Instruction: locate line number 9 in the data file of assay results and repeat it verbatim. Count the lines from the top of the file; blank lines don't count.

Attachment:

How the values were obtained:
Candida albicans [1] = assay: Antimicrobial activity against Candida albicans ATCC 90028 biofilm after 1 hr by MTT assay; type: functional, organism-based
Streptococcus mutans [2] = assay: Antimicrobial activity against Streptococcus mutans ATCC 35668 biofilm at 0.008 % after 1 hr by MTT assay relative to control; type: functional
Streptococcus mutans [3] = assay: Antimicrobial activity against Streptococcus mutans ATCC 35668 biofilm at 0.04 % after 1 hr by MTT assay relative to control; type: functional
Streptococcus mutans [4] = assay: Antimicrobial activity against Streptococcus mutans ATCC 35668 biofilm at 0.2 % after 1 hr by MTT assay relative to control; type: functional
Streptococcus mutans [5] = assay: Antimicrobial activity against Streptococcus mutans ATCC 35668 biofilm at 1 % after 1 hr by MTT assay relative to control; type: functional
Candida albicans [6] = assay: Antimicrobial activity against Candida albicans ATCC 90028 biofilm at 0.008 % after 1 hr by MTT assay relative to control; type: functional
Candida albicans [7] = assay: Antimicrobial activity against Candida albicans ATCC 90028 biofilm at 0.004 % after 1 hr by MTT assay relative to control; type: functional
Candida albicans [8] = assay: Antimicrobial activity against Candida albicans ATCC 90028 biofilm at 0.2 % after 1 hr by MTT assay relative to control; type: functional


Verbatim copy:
Candida albicans [8] = assay: Antimicrobial activity against Candida albicans ATCC 90028 biofilm at 0.2 % after 1 hr by MTT assay relative to control; type: functional